Adrenal HYPO Function & Adrenal HYPER Function: Here’s The Difference

Adrenal fatigue has become somewhat of an umbrella term in functional medicine. On the surface, it isn’t quite clear what is meant by adrenal fatigue. We can say that dysfunction of the adrenal glands and/or deficiencies or excesses of certain adrenal hormones is a real situation, which can lead to various symptoms. But in order to get a clear understanding of what some of these differences are, it is very important to define our terminology and what is meant.

I would like to point out that a dysfunction of the adrenals is not necessarily the root of a person’s health issues. It can, however become a major thorn in the healing process, because of how important adrenal hormones are in the body.

In order to take a look at adrenal issues, let’s look closer at 3 classes of adrenal hormones: Catecholamines, Glucocorticoids and Mineralcorticoids.

Catecholamaines

There are 3 primary catecholamines: adrenaline (epinephrine), noradrenaline (norepinephrine) and dopamine. Each of these are “excitatory” in that they are triggered by the sympathetic nervous system in response to stress. These hormones will increase the body’s heart rate, blood pressure and blood sugar. When there is a chronic, elevated stress response, the catecholamines are probably in high output. As an example, consider the adrenal output of a Type II Diabetic. In insulin-resistant states, there is a high mobilization of sugars into the bloodstream, and this may not only be from dietary sources. The chronic stress response signalling adrenaline will also mobilize sugars into the bloodstream, as will high amounts of cortisol.

The precursor to the catecholamines are 2 amino acids: Tyrosine and Phenylalanine. More on these later.

Glucocorticoids

The glucocorticoid hormones are called “steroidal hormones” as they are steroids that function as hormones. Glucocorticoids have vital roles in the body and are involved in numerous biological functions such as in cardiovascular function, fat breakdown, carbohydrate metabolism and wound healing. The primary glucocorticoid is Cortisol. Cortisol is another “stress hormone” that gets pumped out by the adrenals in response to stress. Cortisol is also the most potent anti-inflammatory in the body. Cortisol will also turn down immune system function. Cortisol is synthesized from cholesterol via the pregnenolone > progesterone pathway.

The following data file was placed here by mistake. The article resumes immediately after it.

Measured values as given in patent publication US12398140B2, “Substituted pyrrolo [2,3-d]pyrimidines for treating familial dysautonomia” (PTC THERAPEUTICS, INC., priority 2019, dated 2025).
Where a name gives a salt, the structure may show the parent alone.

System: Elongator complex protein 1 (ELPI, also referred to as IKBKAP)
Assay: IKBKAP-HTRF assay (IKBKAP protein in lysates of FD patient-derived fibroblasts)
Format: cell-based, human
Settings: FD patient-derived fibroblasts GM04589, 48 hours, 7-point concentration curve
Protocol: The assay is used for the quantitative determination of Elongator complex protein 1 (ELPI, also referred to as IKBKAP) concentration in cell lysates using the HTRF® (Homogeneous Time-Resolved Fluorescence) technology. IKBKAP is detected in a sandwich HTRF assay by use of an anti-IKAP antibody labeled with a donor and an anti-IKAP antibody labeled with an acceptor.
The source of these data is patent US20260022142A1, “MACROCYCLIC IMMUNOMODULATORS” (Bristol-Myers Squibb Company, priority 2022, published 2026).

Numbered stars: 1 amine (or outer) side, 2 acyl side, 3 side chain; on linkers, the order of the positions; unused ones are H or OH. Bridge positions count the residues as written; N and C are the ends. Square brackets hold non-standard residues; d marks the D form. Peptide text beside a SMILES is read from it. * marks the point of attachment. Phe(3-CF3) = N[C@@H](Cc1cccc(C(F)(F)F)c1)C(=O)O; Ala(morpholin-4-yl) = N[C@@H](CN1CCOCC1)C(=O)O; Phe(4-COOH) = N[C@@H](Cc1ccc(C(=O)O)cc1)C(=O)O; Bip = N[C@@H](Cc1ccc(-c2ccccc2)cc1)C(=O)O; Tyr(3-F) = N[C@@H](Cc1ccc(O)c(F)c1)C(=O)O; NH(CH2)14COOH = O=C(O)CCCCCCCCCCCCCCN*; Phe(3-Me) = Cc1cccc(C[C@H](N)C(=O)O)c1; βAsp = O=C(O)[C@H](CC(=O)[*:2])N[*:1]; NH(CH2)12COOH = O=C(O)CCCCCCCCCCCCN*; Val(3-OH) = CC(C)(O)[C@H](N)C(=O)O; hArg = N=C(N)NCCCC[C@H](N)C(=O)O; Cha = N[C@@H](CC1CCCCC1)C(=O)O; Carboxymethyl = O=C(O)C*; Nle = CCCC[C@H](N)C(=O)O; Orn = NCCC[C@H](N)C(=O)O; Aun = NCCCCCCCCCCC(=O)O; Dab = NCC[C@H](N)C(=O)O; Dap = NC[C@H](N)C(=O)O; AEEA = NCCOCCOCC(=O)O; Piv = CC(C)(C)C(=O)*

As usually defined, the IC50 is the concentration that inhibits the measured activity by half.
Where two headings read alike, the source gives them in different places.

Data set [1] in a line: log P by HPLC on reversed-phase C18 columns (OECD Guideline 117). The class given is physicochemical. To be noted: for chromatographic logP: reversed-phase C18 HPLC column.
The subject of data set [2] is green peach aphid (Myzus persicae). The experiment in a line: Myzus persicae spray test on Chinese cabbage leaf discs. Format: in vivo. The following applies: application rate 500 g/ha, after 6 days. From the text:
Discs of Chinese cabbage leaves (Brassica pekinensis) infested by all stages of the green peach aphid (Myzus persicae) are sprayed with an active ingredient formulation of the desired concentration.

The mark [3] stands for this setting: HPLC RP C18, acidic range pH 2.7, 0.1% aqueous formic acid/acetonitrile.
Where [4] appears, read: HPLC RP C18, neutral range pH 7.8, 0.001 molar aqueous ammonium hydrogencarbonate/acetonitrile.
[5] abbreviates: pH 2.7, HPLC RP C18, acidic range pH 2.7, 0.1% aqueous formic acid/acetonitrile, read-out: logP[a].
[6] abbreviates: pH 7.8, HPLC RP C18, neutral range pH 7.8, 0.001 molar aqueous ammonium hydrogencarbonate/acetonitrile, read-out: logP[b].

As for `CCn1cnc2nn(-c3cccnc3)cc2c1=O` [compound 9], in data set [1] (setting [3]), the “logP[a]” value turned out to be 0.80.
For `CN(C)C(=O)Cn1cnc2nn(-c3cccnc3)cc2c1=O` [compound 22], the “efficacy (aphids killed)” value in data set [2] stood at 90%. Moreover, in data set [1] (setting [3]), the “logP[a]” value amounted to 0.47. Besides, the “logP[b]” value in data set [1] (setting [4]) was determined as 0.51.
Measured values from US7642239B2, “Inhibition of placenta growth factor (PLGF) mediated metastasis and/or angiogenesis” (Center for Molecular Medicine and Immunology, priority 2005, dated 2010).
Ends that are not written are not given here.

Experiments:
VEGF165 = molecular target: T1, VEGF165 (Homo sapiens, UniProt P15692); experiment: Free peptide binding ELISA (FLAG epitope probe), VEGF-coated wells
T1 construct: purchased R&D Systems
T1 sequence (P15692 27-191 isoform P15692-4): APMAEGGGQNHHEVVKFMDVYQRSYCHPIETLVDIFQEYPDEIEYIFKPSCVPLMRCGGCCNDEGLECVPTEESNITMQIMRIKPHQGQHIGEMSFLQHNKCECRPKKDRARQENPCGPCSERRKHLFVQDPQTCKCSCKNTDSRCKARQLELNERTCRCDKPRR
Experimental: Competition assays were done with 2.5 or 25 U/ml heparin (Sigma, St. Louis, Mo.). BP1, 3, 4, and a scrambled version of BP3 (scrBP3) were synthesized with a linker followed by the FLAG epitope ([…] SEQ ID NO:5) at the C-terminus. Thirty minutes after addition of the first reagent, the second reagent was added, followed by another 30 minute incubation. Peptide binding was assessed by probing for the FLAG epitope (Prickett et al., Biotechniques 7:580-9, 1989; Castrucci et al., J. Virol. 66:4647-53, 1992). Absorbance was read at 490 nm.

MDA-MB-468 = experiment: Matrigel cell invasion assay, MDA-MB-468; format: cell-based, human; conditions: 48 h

Cortisol levels are balanced by the other adrenal hormone DHEA.

Mineralcorticoids

Mineralcorticoids are also steroidal hormones produced by the adrenals. They are involved in the regulation of fluid/electrolyte dynamics. This is especially true for the principal mineralcorticoid aldosterone. Aldosterone’s primary function is to allow for the re-absorption of sodium by the kidneys and for the excretion of potassium. This is important to understand because when there are increased levels of sodium in the blood, with an increased loss of potassium, there tends to be high blood volume, elevated blood pressure and increased cortisol production.

Adrenal Hyper Function

I recently worked with a type II diabetic who I assessed as a ‘Sympathetic Dominant Carbo Type’. A sympathetic dominant carbo type’s primary metabolic imbalance is the overactive functioning of the sympathetic nervous system. There were a few strong indicators that revealed high levels of adrenal output. She correlated these findings with symptoms of intense stress and high demand of energy output. Her metabolic-recommended diet consisted mostly of plant-based carbohydrates (plenty of vegetables) and very low purine/low fat containing protein sources.